A word about those vocals are in order: Dylanâ€™s voice, even at its best, is a topic worthy of a blogpost series of its own, maybe even a book. Suffice it to say that even for those (like me) who sincerely believe that Dylan is a masterful singer who phrases with the best of them, Dylanâ€™s voice has never sounded worse than it does here: raspy, phlegmy, downright scary. Itâ€™s hard to imagine anyone playing this music at a real holiday party; if Christmas music is supposed to evoke warm, holiday feelings, this sounds more like the soundtrack to Christmas courtesy of Ebenezer Scrooge (even if this is a very un-Scrooge-like charity effort).
And with only a few exceptions (â€œMust Be Santa,â€ â€œHere Comes Santa Clausâ€), the instrumental arrangements are uninspired, eschewing as they do the fine tradition of rocking holiday numbers such as Tom Pettyâ€™s â€œChristmas All Over Again,â€ Bruce Springsteenâ€™s â€œSanta Claus Is Coming to Town,â€ or any one of many fun versions of â€œJingle Bell Rock,â€ any of which Dylan could have easily imprinted with his own idiosyncratic stamp.
Perhaps the most surprising thing about Bob Dylanâ€™s Christmas album is that it took nearly fifty years for him to make one. There is a long-established tradition of pop artists recording Christmas music, after all. Artists in all genres, from classic pop crooners such as Bing Crosby, Frank Sinatra, and Mel TormÃ© to white-bread entertainers such as Connie Francis, Dinah Shore, Bobby Darin, Dean Martin, Perry Como, and Andy Williams, to early rock nâ€™ rollers such as Elvis Presley and the Beatles, to country singers such as Gene Autry, Merle Haggard, and Eddy Arnold, to soul/R&B artists such as Charles Brown and Luther Vandross, to hard-rockers such as Foghat, Slade, and the White Stripes, to classical vocalists such as Andrea Bocelli and Luciano Pavarottti, to punk-rock artists such as the Kinks and the Ramones, to hip-hop artists Run-DMC, Raekwon, and Kurtis Blow — all have recorded Christmas songs or Christmas albums.
And not just a few of these songs happen to have been written or recorded by Jewish artists. In fact, the bestselling song of all time is a Christmas song written by a Jew. I speak, of course, of “White Christmas,” written by the son and grandson of cantors, Irving Berlin, born Israel Baline in eastern Belarus, the man also responsible for that springtime favorite, â€œEaster Parade.â€
While Irving Berlin holds the title as author of the bestselling song (and Christmas song) of all time, another Jewish musician, saxophonist Kenny G — born Kenneth Bruce Gorelick — is the all-time Christmas-album champion, with not one but two albums in the all-time Top 10, including the number-one bestselling Christmas album of all time, Miracles. (Kenny G has recorded five â€œholidayâ€ albums in sum, and to his credit, a few of these have included token Hanukkah songs.)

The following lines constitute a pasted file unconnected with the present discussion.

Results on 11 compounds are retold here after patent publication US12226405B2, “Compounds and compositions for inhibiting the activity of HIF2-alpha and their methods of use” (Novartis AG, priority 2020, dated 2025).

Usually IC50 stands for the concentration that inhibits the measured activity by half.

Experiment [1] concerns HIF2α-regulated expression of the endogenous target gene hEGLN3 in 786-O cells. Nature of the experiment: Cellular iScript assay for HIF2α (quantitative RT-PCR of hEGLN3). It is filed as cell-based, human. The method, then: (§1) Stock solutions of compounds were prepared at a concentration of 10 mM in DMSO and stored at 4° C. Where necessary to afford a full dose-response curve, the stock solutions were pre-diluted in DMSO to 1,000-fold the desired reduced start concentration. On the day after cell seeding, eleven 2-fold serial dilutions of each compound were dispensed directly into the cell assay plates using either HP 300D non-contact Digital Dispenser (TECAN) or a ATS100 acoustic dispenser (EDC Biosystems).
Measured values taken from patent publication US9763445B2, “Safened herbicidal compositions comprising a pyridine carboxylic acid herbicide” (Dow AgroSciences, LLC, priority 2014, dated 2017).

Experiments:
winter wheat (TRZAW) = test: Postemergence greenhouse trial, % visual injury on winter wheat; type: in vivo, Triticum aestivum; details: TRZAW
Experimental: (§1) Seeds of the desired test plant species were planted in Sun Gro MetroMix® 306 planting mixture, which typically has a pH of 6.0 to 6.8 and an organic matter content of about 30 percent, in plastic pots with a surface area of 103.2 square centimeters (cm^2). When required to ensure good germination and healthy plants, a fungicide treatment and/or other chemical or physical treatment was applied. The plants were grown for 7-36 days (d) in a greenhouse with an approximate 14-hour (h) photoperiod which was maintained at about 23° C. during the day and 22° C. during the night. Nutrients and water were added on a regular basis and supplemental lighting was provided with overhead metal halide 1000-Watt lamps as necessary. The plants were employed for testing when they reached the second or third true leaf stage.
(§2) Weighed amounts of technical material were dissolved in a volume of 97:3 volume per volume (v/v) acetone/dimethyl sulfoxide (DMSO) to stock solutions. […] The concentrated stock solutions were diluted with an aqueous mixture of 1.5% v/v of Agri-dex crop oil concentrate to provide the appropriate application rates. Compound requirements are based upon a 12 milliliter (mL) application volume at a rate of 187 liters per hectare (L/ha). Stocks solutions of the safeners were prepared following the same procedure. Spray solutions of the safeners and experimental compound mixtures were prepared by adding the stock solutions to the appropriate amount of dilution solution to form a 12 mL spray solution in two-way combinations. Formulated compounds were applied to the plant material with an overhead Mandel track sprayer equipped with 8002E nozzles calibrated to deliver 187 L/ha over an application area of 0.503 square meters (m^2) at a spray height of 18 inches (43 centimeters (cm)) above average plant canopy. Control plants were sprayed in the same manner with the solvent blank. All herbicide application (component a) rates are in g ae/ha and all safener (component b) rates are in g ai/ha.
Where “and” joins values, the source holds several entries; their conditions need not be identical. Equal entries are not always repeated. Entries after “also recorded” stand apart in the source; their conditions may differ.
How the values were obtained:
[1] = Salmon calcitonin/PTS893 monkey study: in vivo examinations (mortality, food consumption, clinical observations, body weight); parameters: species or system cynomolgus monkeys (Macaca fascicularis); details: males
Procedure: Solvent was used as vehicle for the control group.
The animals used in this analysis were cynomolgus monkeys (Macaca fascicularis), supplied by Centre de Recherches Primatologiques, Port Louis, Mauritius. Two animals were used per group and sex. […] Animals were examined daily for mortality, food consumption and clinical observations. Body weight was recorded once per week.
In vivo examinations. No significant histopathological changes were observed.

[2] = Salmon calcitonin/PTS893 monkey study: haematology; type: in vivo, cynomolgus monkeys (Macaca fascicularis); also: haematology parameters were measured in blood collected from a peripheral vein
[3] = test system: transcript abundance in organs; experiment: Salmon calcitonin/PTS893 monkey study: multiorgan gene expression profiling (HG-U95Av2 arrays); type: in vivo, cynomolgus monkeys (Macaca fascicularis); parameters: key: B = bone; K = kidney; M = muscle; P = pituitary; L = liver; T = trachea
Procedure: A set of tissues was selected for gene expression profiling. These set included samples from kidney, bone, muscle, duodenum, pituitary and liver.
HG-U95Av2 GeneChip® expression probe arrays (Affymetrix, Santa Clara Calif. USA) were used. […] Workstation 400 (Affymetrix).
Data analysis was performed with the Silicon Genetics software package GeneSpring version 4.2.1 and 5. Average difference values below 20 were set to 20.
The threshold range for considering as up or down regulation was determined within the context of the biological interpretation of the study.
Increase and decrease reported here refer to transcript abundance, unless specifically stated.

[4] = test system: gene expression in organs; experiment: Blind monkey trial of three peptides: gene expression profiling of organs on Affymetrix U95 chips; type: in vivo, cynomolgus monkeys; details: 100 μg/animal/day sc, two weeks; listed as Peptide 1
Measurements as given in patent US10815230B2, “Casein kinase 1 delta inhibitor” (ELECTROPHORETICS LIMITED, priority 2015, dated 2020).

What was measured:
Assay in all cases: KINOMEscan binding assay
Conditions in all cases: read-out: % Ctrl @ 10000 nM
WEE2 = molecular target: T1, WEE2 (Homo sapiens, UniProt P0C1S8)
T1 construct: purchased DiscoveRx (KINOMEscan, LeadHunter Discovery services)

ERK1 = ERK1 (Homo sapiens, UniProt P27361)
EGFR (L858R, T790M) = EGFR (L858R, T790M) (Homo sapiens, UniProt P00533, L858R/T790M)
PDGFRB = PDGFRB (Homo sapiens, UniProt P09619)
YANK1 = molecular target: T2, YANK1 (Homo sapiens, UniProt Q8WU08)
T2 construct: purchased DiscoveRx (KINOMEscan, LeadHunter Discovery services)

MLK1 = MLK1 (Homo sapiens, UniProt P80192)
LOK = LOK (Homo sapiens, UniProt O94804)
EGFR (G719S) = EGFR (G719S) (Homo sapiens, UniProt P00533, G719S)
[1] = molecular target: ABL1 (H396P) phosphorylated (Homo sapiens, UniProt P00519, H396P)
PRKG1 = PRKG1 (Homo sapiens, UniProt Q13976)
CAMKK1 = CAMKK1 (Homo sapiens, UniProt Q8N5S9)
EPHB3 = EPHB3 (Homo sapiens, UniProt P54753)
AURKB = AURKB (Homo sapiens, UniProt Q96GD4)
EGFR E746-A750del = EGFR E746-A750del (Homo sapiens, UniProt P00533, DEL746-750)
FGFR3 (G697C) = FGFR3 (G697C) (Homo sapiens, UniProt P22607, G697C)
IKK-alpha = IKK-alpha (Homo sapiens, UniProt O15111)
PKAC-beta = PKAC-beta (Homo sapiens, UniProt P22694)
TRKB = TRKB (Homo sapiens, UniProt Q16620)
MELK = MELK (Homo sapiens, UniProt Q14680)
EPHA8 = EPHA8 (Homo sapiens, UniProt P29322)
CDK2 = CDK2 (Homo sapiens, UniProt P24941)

Other Jewish stars of the â€œholidayâ€ music genre include Barry Manilow, Herb Alpert, Barbra Streisand, Carly Simon, Neil Diamond, and Mel TormÃ©. TormÃ© is both writer and originator of one of the most popular Christmas songs of all time, titled, aptly enough, â€œThe Christmas Song,â€ but perhaps best known for its opening phrase, â€œChestnuts roasting on an open fire…â€ (Dylan includes a rendition of this song on his album.)
Other Jewish songwriters who hit paydirt catering to the seasonal music market included Sammy Cahn and Jule Styne, whose efforts include â€œLet It Snow,â€ and Johnny Marks, who made something of a specialty of writing Christmas songs, including â€œRockinâ€™ Around the Christmas Tree,â€ â€œA Holly Jolly Christmas,â€ and that novelty classic, â€œRudolph, the Red-Nosed Reindeer.â€
There is perhaps nothing more American, nothing more traditional, and, perhaps, nothing more traditional for a Jewish-American musician, than recording Christmas music.
My new book, Bob Dylan: Prophet, Mystic, Poet (Scribner) â€” a critical biography of the rock poet that examines his life and work through a Jewish prism â€” hasnâ€™t even been officially published yet (that happens next Tuesday, Nov. 24), but already Iâ€™m getting used to having to address the question on everyoneâ€™s minds: But what about the Christmas album?
Last month, Bob Dylan released Christmas In the Heart (Columbia), a collection of fifteen popular and obscure seasonal numbers, featuring hymns, carols, and novelties, including â€œWinter Wonderland,â€ â€œLittle Drummer Boy,â€ â€œSilver Bells,â€ â€œIâ€™ll Be Home for Christmas,â€ and â€œThe First Noel.â€ Like anything and everything Bob Dylan does, the effort has been examined under a microscopic for clues as to what it says about Dylanâ€™s state of mind and, not the least, for any indication of his ever-elusive religious beliefs.
Down that road, my friend, lies trouble.
Trying to mine any biographical truth about Bob Dylan from his songs or actions is a fruitless, hopeless task. And I say this after having written a full-length book that sort of attempts to do just this. But I make clear in my book that, in spite of all my efforts to divine some sort of truth or message from Dylanâ€™s work, ultimately the work stands on its own, and any attempt to draw conclusions about the artist himself â€” a man who in word and deed has always made it clear that nothing is clear and that obfuscation is in itself one of his greatest talents â€” is destined to fail.
This is a man, after all, whose greatest cinematic achievement is a film called Masked and Anonymous, in which he plays a fictional character named Jack Fate, an old rock star who sings songs that we know as Bob Dylan songs. And a guy whose essence was perhaps best captured in a film by Todd Haynes called Iâ€™m Not There, which took its title from a Bob Dylan song that had never been officially released (until it was included on the film soundtrack album).
Are you beginning to see the challenges one faces in trying to wrap oneâ€™s thoughts around one of the most enigmatic artists of the last half-century?